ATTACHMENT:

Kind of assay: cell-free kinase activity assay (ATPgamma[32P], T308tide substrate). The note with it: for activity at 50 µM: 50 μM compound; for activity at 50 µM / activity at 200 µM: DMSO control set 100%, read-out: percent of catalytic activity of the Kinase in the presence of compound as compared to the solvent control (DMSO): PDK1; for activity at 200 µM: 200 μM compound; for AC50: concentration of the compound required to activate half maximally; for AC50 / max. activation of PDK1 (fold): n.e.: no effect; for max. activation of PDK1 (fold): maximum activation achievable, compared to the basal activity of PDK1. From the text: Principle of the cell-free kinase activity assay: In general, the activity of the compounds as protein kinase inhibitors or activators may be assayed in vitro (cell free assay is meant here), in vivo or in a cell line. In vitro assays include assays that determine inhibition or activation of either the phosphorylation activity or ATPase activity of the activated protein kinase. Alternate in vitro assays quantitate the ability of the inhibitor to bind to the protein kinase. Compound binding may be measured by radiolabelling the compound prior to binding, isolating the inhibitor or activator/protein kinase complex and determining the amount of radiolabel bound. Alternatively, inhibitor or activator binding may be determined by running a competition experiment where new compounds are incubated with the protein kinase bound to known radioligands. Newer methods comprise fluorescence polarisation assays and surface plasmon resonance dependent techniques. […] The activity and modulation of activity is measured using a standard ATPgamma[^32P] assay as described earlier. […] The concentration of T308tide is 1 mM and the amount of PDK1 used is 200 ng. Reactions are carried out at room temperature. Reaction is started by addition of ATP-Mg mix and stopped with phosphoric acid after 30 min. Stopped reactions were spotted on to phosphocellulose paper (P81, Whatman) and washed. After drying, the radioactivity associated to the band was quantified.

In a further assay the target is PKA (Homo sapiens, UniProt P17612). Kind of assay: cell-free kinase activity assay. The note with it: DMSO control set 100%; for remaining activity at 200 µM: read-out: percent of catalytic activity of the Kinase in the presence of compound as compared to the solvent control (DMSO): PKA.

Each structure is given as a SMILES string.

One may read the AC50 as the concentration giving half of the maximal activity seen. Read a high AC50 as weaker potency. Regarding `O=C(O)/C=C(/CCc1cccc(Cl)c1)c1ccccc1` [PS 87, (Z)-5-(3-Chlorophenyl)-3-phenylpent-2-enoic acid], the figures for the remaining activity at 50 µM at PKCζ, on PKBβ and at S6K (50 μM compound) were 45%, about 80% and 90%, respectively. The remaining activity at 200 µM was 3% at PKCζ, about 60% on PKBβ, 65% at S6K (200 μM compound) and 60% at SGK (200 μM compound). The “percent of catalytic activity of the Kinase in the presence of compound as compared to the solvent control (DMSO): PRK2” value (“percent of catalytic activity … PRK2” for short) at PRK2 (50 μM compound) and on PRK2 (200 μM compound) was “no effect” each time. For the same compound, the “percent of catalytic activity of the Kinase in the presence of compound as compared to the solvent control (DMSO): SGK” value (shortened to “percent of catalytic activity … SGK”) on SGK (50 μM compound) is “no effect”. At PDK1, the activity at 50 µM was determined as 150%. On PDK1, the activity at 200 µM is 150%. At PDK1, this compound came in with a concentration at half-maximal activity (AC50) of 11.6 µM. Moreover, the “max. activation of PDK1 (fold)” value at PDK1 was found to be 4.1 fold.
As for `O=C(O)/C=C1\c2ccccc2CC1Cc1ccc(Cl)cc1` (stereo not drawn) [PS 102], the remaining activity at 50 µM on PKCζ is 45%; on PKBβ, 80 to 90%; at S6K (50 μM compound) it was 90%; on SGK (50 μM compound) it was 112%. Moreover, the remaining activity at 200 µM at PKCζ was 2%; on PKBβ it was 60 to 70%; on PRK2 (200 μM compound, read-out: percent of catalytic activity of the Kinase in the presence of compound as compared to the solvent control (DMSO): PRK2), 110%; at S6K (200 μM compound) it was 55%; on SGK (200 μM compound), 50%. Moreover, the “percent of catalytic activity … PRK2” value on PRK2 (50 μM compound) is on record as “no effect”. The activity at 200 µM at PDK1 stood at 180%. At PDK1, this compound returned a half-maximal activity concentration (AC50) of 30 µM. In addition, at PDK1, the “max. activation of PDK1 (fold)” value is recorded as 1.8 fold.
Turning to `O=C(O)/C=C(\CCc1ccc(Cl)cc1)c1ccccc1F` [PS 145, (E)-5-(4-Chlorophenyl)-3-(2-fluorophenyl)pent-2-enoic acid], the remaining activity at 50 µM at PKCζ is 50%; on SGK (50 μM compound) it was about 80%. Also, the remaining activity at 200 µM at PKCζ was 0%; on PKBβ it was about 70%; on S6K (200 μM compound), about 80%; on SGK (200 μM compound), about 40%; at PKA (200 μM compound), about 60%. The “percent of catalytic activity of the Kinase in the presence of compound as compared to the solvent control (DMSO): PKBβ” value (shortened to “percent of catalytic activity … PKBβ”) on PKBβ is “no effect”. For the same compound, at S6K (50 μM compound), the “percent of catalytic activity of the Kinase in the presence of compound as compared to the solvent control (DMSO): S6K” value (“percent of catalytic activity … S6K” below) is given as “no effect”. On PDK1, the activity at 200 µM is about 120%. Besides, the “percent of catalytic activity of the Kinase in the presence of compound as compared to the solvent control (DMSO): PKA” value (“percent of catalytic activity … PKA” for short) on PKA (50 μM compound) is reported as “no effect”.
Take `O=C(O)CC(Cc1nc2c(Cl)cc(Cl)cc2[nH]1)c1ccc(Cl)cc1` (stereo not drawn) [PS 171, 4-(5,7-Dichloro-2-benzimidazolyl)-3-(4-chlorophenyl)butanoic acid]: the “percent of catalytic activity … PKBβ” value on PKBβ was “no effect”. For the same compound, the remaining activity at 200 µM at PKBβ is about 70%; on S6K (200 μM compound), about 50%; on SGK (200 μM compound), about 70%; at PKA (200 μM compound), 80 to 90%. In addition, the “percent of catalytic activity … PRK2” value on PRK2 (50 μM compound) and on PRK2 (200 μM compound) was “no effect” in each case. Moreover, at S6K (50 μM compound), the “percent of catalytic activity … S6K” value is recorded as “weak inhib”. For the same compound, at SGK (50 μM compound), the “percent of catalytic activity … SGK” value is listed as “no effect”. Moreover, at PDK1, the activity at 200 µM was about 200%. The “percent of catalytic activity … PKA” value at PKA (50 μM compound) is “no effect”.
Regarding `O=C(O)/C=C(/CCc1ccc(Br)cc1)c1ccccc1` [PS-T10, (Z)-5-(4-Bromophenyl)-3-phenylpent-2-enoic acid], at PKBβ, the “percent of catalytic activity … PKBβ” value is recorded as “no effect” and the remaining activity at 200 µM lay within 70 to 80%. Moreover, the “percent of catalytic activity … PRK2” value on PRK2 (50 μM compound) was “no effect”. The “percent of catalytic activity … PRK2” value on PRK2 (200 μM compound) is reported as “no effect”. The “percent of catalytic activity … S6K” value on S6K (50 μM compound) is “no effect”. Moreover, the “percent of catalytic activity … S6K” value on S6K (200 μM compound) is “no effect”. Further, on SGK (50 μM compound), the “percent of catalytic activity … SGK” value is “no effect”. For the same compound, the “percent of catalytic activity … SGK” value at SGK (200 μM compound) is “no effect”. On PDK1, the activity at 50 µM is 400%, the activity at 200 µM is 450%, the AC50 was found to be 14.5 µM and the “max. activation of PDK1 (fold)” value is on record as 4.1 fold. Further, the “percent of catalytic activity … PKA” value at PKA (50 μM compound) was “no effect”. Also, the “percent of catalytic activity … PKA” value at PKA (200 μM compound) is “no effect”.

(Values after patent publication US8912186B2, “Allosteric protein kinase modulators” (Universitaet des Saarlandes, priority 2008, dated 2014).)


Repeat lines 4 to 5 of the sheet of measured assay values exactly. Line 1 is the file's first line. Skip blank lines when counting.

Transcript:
One may read the AC50 as the concentration giving half of the maximal activity seen. Read a high AC50 as weaker potency. Regarding `O=C(O)/C=C(/CCc1cccc(Cl)c1)c1ccccc1` [PS 87, (Z)-5-(3-Chlorophenyl)-3-phenylpent-2-enoic acid], the figures for the remaining activity at 50 µM at PKCζ, on PKBβ and at S6K (50 μM compound) were 45%, about 80% and 90%, respectively. The remaining activity at 200 µM was 3% at PKCζ, about 60% on PKBβ, 65% at S6K (200 μM compound) and 60% at SGK (200 μM compound). The “percent of catalytic activity of the Kinase in the presence of compound as compared to the solvent control (DMSO): PRK2” value (“percent of catalytic activity … PRK2” for short) at PRK2 (50 μM compound) and on PRK2 (200 μM compound) was “no effect” each time. For the same compound, the “percent of catalytic activity of the Kinase in the presence of compound as compared to the solvent control (DMSO): SGK” value (shortened to “percent of catalytic activity … SGK”) on SGK (50 μM compound) is “no effect”. At PDK1, the activity at 50 µM was determined as 150%. On PDK1, the activity at 200 µM is 150%. At PDK1, this compound came in with a concentration at half-maximal activity (AC50) of 11.6 µM. Moreover, the “max. activation of PDK1 (fold)” value at PDK1 was found to be 4.1 fold.
As for `O=C(O)/C=C1\c2ccccc2CC1Cc1ccc(Cl)cc1` (stereo not drawn) [PS 102], the remaining activity at 50 µM on PKCζ is 45%; on PKBβ, 80 to 90%; at S6K (50 μM compound) it was 90%; on SGK (50 μM compound) it was 112%. Moreover, the remaining activity at 200 µM at PKCζ was 2%; on PKBβ it was 60 to 70%; on PRK2 (200 μM compound, read-out: percent of catalytic activity of the Kinase in the presence of compound as compared to the solvent control (DMSO): PRK2), 110%; at S6K (200 μM compound) it was 55%; on SGK (200 μM compound), 50%. Moreover, the “percent of catalytic activity … PRK2” value on PRK2 (50 μM compound) is on record as “no effect”. The activity at 200 µM at PDK1 stood at 180%. At PDK1, this compound returned a half-maximal activity concentration (AC50) of 30 µM. In addition, at PDK1, the “max. activation of PDK1 (fold)” value is recorded as 1.8 fold.